Artisan IMG > MongoDB (mongo-db)
Artisan IMG > MongoDB (mongo-db)


MongoDB is a general purpose, document-based, distributed database built with modern development in mind.


MongoDB is a cross-platform document-oriented database program. Classified as a NoSQL database program, MongoDB uses JSON-like documents with schema. Cloud based and free, it thinks "in objects" which often means that development simpler as a result.


To allow to connect to your MongoDB database, you'll need to either make your database publicly accessible white list ALL the Tray public IP addresses based on your region.

Refer to the Tray public IPs document for complete list of the Tray public IP addresses.

In order to whitelist the following, go to your MongoDB account main page, and on the left side panel and under your 'SECURITY' heading, select 'Network Access'. Here you will see an option to '+ADD IP ADDRESS'.

You will see a popup where you will need to fill in the necessary details for each individual IP address.

Once you have added all of the above, you should have a whitelisted list of IP addresses as displayed below:

Now go to your workflow dashboard and select and drag the MongoDB connector from the connectors panel, onto your workflow. Click on 'New Authentication' option now available in the properties panel:

You will be shown a pop up similar to what is displayed below. Name your authentication as appropriate, and note that there are three mandatory fields that you MUST fill in before continuing. 'Username', 'Password', and 'Host'.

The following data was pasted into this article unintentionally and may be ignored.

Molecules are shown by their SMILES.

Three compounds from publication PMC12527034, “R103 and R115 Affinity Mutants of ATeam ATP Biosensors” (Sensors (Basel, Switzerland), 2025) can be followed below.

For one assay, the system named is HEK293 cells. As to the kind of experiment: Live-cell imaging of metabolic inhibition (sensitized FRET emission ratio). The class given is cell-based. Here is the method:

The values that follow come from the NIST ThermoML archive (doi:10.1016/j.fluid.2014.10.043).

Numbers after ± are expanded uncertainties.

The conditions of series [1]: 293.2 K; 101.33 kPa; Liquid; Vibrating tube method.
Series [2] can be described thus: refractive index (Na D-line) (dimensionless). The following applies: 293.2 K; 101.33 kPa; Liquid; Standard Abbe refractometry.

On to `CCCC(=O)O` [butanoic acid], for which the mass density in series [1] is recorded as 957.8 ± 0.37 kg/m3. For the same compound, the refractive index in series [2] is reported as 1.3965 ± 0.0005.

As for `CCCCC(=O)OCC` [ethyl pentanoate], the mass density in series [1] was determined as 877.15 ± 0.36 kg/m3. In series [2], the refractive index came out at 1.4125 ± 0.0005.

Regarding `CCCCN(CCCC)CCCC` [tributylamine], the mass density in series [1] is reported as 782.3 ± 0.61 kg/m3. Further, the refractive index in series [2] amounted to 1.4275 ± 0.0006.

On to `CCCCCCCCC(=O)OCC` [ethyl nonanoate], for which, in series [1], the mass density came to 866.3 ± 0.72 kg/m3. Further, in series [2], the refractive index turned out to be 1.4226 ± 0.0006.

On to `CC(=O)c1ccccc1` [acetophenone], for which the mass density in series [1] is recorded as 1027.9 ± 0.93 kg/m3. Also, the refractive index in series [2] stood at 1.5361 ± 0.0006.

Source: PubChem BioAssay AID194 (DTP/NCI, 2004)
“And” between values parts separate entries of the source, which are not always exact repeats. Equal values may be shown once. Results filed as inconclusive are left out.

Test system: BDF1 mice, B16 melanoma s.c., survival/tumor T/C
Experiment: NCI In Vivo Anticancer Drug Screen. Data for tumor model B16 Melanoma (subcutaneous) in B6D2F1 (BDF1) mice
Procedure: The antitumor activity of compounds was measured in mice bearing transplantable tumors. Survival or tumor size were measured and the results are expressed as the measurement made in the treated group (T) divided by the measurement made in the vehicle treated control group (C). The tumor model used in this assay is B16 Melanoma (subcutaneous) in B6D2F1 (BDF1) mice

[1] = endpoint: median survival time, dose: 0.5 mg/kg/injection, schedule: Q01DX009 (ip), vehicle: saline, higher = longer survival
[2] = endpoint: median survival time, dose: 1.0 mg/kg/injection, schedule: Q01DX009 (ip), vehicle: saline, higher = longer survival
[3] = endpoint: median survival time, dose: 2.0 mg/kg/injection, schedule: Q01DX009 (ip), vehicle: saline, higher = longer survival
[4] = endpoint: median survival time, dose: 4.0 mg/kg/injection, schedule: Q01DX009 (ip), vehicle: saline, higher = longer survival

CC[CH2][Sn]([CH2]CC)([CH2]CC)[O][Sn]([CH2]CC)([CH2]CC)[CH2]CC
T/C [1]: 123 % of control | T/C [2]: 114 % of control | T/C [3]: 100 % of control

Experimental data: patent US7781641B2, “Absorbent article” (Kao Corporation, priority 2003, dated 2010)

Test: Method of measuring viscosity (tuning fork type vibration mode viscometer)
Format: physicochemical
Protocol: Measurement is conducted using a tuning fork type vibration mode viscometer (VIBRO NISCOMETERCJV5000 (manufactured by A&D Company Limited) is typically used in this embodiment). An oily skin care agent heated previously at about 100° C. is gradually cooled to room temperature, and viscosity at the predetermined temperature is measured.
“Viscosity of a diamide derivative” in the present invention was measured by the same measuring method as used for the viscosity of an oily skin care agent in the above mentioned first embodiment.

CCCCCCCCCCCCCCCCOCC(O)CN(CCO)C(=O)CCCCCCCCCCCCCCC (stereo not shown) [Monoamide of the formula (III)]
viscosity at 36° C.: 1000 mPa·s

Please bear in mind that this tutorial assumes you will be using the 'Atlas' authentication option:

IF you are NOT using 'Atlas', make sure to UNTICK the checkbox provided and set your 'Host' AND 'Port' options as appropriate. They should be something along the lines of the name of your cluster, plus your local port, e.g.: or clusterMayhem:8000 etc.

The first two mandatory inputs may seem self-explanatory, but please be aware that the username required here is NOT necessarily the same as the one you used to sign in with, nor is the password required.

In order to get the correct username, go back to your MongoDB and head to your main dashboard again. Under the 'Security' heading on the left hand side, click on the 'Database Access' subheading. Here you will see your 'User Name' displayed correctly. Copy this and save it for later.

As for your password, you need to use your database specific password you created during your sign-on. If you used a separate password for your database than from your MongoDB login, either use that one now for your authentication or if you can't remember it, click on the 'Edit' button as displayed above.